Wednesday, 12 May 2021
Statements by Senators
Kimberley Aboriginal Women's Council
I've no doubt that Senator O'Sullivan is very genuine in the comments that he makes, but the policy direction from this government on the cashless debit card is completely wrong, and it's an absolute shame that Senator O'Sullivan didn't have the privilege of attending the women's roundtable that I, along with Senator Siewert and Senator McAllister, attended last week in the Kimberley, because the kind of deficit model he's talking about—that deficit approach—was completely rejected by those women. I challenge him to contact the Kimberley Aboriginal women and ask them for a briefing, because what they put forward over the three days that we attended was completely opposite to where he was just saying the government is going.
That three-day event that Aboriginal women, on their own, put together, because they want to actually pursue a strengths based approach—we didn't hear that from the government today—was attended by over 100 Aboriginal and Torres Strait Islander women, including 85 from the Kimberley who gathered in Broome for this history-making roundtable meeting. Women from as far away as Halls Creek, Kununurra, Fitzroy Crossing, Balgo, Beagle Bay and Derby, as well as groups from the NPY Women's Council in Alice Springs and Waminda Aboriginal corporation in Nowra on the New South Wales coast, were there. It was such an honour—and I am sure that I speak for Senator Siewert and Senator McAllister—to be invited to attend this event and observe the historical moment where the Kimberley women decided that they needed their own council.
I want to thank Janine Dureau, a Nyikina woman from Derby; Jodie Bell, a Butchulla and Jagera woman from the south-east of Queensland who has lived most of her life in WA; Mary O'Reeri, a Nyul Nyul descendant living in the Beagle Bay community on the Dampier Peninsula; Brenda Garstone, a Jaru woman; Cissy Gore-Birch, a Jaru and Gija woman; and Kia Dowell, a Gija woman from Warmun. I thank the organisers, Bec Harnett, a long-time worker with the Straight Talk program; Vanessa Elliot, a Jaru woman; Michelle Deshong, who draws her connection to the Kuku Yalanji nation; Cherie Sibosado, a Nyikina and Bardi woman from the west Kimberley region; Vicki O'Donnell, a Nyikina Mangala woman from Derby; Emily Carter, a Gooniyandi Gija woman; Nini Mills, a Yawuru and Bunuba woman; Sheryl Carmody; Raiyana Pavan; Rene Kulitja and Nyunmiti Burton, who are directors of the NPY Women's Council; and Cleone Wellington, Lisa Wellington, Kristine Falzon and Hayley Longbottom, the executive team from Waminda.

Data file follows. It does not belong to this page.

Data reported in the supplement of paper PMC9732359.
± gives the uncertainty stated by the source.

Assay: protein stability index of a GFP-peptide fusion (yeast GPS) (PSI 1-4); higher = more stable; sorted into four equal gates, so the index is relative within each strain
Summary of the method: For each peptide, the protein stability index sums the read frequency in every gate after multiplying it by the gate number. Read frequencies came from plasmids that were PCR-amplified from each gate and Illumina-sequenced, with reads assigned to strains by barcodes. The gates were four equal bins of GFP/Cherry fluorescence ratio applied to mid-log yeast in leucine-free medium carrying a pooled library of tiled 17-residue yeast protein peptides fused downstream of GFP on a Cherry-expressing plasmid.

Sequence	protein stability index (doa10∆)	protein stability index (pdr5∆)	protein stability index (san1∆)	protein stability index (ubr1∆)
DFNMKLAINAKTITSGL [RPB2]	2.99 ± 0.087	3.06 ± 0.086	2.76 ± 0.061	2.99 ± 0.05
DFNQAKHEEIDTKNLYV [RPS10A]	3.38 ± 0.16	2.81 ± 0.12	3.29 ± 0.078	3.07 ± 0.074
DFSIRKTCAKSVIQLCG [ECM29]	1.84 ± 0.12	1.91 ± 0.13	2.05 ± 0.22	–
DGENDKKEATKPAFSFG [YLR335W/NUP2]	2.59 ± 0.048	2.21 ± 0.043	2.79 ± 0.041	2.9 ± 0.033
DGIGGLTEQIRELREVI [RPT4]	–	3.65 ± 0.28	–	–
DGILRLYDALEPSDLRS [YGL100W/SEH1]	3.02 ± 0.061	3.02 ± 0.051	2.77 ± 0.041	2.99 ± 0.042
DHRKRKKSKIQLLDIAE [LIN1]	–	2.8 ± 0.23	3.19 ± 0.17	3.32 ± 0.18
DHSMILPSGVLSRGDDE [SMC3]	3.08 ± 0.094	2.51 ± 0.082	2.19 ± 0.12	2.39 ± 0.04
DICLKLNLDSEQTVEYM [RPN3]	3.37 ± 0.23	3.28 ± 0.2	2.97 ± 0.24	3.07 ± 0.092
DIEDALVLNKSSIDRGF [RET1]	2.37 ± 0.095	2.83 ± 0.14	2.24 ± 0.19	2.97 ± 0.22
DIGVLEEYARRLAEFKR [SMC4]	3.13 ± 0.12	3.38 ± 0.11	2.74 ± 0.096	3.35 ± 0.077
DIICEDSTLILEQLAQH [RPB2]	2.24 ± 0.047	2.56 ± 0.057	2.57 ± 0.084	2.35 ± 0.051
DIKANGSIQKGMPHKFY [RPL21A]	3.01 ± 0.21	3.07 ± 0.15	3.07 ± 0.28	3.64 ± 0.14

Throughout the three days we had the privilege of hearing from June Oscar, AO, a Bunuba woman from Fitzroy Crossing and of course the Aboriginal and Torres Strait Islander Social Justice Commissioner at the Australian Human Rights Commission. Commissioner Oscar presented on her ground-breaking report, Wiyi Yani U Thaganiand I apologise for my pronunciation—which means 'women's voices'. That report, released in October last year, was part of a three-year initiative that saw Commissioner Oscar and her team travel the country, speaking with over 2,000 First Nation women and girls from 50 locations in urban, regional and remote Australia. This was the most inclusive consultation process of its kind, hearing from senior elders, girls who ranged in age from 12 to 17 years, women in prison, lesbian, gay, bisexual, transgender, queer or questioning, intersex, asexual, sister girl or brother boy. The report is an expansive whole-of-life report exploring issues through a well-overdue First Nation gender lens, ranging from justice to child protection, health, social and emotional wellbeing, service delivery, housing, disability, access to country and economic participation. It is presented from a strengths based approach, which was the theme running through the three days for the whole of the roundtable. First Nation women know what needs to change in their communities and have the experience, the knowledge and the wisdom to make it happen. This was stage 1.